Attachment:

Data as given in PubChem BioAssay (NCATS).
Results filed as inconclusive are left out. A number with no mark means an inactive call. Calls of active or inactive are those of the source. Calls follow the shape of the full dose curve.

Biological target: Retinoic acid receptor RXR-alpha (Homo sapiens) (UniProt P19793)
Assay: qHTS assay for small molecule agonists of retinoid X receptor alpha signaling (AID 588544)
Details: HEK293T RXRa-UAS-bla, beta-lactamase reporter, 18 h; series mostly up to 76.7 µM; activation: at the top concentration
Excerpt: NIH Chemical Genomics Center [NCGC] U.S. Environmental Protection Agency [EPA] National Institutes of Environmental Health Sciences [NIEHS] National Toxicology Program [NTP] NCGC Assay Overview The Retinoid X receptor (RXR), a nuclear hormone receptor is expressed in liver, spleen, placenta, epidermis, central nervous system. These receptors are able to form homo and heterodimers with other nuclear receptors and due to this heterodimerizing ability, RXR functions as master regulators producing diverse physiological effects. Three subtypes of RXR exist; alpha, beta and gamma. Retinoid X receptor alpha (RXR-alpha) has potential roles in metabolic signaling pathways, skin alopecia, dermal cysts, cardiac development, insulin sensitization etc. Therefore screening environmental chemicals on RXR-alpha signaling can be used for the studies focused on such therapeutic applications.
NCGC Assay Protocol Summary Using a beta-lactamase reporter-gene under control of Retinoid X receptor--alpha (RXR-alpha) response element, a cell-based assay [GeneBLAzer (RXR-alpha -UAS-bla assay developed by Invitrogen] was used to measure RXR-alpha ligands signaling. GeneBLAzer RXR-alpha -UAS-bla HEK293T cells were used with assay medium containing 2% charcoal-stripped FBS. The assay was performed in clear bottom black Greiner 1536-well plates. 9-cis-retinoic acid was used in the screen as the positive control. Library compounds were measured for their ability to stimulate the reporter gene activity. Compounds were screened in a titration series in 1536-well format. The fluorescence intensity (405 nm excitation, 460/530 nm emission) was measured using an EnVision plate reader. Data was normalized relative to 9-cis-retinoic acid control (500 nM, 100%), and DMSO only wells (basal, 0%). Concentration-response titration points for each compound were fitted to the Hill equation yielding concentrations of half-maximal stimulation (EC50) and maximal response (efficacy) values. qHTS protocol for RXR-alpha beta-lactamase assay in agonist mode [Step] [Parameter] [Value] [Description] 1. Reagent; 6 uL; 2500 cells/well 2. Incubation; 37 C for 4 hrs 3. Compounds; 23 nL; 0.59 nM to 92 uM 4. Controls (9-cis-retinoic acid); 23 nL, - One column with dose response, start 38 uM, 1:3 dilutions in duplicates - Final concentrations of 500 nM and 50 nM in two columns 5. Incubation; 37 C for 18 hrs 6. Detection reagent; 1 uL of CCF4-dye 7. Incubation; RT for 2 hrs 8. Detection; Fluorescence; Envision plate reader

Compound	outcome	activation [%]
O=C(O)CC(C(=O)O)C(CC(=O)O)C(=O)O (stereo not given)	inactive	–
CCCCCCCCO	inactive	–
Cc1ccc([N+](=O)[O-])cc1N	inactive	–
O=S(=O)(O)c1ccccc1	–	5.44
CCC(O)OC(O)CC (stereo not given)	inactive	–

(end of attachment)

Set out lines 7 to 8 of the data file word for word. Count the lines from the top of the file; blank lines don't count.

NCGC Assay Protocol Summary Using a beta-lactamase reporter-gene under control of Retinoid X receptor--alpha (RXR-alpha) response element, a cell-based assay [GeneBLAzer (RXR-alpha -UAS-bla assay developed by Invitrogen] was used to measure RXR-alpha ligands signaling. GeneBLAzer RXR-alpha -UAS-bla HEK293T cells were used with assay medium containing 2% charcoal-stripped FBS. The assay was performed in clear bottom black Greiner 1536-well plates. 9-cis-retinoic acid was used in the screen as the positive control. Library compounds were measured for their ability to stimulate the reporter gene activity. Compounds were screened in a titration series in 1536-well format. The fluorescence intensity (405 nm excitation, 460/530 nm emission) was measured using an EnVision plate reader. Data was normalized relative to 9-cis-retinoic acid control (500 nM, 100%), and DMSO only wells (basal, 0%). Concentration-response titration points for each compound were fitted to the Hill equation yielding concentrations of half-maximal stimulation (EC50) and maximal response (efficacy) values. qHTS protocol for RXR-alpha beta-lactamase assay in agonist mode [Step] [Parameter] [Value] [Description] 1. Reagent; 6 uL; 2500 cells/well 2. Incubation; 37 C for 4 hrs 3. Compounds; 23 nL; 0.59 nM to 92 uM 4. Controls (9-cis-retinoic acid); 23 nL, - One column with dose response, start 38 uM, 1:3 dilutions in duplicates - Final concentrations of 500 nM and 50 nM in two columns 5. Incubation; 37 C for 18 hrs 6. Detection reagent; 1 uL of CCF4-dye 7. Incubation; RT for 2 hrs 8. Detection; Fluorescence; Envision plate reader

Compound	outcome	activation [%]